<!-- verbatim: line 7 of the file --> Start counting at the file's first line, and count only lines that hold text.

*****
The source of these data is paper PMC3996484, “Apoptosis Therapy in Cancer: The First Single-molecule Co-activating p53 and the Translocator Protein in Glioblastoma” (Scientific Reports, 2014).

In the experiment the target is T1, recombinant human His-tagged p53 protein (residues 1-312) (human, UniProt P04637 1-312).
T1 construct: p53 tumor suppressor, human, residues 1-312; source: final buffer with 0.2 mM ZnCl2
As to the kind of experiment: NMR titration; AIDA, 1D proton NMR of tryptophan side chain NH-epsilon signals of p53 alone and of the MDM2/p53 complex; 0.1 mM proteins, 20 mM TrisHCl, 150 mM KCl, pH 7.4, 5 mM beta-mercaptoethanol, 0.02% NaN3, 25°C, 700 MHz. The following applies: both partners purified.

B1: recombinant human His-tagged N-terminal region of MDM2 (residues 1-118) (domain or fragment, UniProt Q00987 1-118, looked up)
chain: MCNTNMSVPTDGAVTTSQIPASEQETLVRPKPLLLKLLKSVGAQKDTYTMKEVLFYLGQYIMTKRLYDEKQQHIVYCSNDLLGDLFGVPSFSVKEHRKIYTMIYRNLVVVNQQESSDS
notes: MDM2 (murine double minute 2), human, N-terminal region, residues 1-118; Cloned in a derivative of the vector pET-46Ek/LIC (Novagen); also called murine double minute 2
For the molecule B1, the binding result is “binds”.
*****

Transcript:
notes: MDM2 (murine double minute 2), human, N-terminal region, residues 1-118; Cloned in a derivative of the vector pET-46Ek/LIC (Novagen); also called murine double minute 2